Social media is a great way to promote or launch a new online course. But once a course starts the discussion often moves inside the membership site.
And this is such a shame. Learning and discussion isn’t just limited to what occurs inside a membership site. Learning should happen anywhere your members are coming together, and that includes social media platforms.
The reason why course designers want to keep the discussion behind the login page is they don’t want their premium information leaked. I can understand that concern. But weigh it up against the benefits:
- You will be connecting with your members socially and showing them that they matter
- You will be creating social proof of how you teach and engage members which may motivate more buyers for the next course launch
For social media to be successful you need to make sure your members are aware of how it will be used. The best place to do this is in a welcome letter or orientation pack. Take the time to explain how social media could be used by the group as well as listing the names of the Twitter List, Facebook Group and twitter hashtag you will be using.
But how can you use Social Media?
A simple an effective way to broadcast information is via social media. You could tweet about an upcoming call, use Delicious to link to a new resource you have found or use Facebook to organize an online event.
If your membership site goes down, or the sound quality of your webinar is poor, you need to fix it quickly. A simple tweet, using a designated hashtag, can send all your members to another provider without any concern.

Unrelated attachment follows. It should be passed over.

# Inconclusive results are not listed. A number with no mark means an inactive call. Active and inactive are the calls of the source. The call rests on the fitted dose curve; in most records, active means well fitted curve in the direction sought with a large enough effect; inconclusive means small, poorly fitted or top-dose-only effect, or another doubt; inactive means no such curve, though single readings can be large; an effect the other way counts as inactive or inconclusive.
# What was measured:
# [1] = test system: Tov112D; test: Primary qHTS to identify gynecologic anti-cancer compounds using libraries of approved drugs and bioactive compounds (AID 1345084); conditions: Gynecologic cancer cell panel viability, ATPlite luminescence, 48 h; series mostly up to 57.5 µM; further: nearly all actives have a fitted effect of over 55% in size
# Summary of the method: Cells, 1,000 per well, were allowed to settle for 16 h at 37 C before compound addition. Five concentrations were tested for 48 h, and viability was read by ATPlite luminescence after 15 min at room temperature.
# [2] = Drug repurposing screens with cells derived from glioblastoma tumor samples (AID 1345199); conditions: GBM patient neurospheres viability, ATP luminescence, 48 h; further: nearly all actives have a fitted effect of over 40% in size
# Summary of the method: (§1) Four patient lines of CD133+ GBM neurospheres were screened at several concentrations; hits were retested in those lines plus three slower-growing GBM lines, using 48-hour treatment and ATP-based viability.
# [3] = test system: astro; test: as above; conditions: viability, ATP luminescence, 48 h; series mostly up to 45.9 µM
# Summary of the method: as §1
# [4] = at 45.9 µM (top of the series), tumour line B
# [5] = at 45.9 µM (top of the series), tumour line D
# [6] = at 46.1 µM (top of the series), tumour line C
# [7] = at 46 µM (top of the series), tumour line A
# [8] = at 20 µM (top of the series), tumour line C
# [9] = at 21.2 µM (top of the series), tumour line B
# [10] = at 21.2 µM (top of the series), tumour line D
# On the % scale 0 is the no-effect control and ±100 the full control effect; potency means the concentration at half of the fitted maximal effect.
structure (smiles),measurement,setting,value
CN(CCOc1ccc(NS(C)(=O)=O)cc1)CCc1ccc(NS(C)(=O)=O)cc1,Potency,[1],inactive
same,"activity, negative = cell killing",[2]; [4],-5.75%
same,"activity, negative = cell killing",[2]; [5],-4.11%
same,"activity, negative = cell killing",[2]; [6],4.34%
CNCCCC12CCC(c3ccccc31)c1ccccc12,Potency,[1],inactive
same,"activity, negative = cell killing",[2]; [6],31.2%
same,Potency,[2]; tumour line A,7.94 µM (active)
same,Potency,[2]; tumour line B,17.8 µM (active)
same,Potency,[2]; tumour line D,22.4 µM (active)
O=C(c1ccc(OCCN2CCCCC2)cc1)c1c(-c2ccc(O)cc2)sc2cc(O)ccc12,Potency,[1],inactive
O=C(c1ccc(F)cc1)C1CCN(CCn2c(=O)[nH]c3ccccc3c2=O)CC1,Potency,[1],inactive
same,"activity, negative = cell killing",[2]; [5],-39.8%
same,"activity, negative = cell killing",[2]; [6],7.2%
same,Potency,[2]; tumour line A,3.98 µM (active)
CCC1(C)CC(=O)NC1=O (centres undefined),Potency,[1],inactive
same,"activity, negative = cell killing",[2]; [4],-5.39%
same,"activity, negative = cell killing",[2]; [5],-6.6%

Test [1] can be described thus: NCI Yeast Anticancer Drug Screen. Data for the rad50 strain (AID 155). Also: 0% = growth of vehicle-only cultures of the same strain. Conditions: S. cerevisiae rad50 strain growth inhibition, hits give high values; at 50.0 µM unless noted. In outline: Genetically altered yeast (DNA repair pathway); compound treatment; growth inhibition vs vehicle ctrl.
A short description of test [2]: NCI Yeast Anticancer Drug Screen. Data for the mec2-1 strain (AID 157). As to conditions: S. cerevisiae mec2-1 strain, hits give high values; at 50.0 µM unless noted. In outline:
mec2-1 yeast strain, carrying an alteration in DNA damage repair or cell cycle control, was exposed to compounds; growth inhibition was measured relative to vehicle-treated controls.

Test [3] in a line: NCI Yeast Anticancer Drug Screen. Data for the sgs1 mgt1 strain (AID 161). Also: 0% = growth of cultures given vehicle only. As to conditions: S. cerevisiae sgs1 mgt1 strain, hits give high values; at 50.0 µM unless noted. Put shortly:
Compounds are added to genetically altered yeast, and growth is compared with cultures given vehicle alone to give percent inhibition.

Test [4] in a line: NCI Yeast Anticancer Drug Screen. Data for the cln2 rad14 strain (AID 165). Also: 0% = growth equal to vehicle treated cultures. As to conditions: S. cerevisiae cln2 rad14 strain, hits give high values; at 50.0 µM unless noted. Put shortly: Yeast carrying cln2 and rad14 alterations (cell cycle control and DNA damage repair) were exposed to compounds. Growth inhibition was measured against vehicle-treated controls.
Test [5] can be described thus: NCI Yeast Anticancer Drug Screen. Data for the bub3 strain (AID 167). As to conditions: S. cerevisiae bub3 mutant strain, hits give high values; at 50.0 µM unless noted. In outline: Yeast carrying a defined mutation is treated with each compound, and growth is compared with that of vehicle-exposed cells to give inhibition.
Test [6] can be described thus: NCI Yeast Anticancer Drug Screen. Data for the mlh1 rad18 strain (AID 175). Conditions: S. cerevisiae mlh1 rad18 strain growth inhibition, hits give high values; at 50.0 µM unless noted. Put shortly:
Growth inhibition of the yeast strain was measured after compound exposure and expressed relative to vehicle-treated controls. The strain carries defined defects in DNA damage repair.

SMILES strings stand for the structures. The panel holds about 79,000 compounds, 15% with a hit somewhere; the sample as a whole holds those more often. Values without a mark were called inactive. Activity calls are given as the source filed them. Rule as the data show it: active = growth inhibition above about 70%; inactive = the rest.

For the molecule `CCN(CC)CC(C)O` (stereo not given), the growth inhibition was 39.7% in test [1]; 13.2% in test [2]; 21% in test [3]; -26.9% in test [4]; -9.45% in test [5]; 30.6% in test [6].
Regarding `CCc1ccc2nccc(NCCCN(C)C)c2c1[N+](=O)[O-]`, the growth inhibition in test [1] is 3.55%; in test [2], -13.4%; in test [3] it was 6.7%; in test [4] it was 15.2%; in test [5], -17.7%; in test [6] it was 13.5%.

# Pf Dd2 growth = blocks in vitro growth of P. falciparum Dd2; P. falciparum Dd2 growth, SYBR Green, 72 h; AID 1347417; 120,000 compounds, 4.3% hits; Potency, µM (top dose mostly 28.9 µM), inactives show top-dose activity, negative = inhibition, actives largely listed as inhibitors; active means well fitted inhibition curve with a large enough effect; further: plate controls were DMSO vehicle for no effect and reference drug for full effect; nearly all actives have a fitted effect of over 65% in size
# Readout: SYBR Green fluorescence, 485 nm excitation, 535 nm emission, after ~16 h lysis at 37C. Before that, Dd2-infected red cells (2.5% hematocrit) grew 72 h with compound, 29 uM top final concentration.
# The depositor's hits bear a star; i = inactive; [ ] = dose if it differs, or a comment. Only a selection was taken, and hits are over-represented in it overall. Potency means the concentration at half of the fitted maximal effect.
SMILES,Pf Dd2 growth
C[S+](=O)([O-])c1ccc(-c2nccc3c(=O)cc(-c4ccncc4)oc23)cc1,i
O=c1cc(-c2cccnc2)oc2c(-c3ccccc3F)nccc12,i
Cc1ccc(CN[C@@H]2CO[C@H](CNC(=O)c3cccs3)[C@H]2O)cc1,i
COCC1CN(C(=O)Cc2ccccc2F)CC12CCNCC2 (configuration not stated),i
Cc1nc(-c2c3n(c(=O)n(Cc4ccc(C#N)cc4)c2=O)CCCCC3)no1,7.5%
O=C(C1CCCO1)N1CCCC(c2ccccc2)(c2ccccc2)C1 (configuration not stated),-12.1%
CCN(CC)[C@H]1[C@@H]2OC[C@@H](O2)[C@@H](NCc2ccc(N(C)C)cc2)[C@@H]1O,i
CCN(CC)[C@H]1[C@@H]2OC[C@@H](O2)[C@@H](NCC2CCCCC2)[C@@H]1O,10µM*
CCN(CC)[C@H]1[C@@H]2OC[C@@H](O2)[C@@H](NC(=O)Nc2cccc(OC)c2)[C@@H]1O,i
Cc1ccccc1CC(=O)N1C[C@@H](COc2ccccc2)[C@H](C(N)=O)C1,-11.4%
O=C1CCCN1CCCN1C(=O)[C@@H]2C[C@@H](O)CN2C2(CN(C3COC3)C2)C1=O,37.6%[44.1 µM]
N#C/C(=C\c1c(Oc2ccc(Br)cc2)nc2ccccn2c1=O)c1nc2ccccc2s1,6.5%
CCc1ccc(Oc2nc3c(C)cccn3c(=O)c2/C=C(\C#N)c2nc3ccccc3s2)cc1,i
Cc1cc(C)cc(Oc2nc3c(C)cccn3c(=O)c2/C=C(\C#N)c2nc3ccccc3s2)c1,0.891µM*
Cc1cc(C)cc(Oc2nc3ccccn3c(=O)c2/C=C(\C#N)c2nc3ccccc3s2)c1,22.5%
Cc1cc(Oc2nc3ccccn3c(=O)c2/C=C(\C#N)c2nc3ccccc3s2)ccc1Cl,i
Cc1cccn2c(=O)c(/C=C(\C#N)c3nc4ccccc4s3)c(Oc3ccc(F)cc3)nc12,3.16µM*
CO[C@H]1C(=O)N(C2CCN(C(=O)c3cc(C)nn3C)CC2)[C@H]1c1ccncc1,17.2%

Put the Spotlight on Students
Social Media is also a great way to motivate and encourage your members who are doing good work and putting your ideas into practice. A tweet of encouragement or link to their blog on a Facebook Wall is as motivating as any Principal’s Award ever was.
I encourage everyone to check out the Reverb 10 project to see how social media was used to support their community. The Reverb 10 team used Twitter, Flickr and Delicious to support, promote and encourage all participants to reflect on their past year and think about the future.
Your job as a teacher is to reach out and communicate with your students, to encourage learning and support them as construct their own knowledge. Please do not limit this to a closed membership site. Use social media and show your entire community that TEACHING MATTERS to you.
Ainslie’s motto is to “teach people, not topics.” Using her teaching, blogging and social media experience she is showing bloggers how to create online courses that inspire, engage and instruct others. If you want to create Courses That Matter then check out her site or connect on Twitter at @ainsliehunter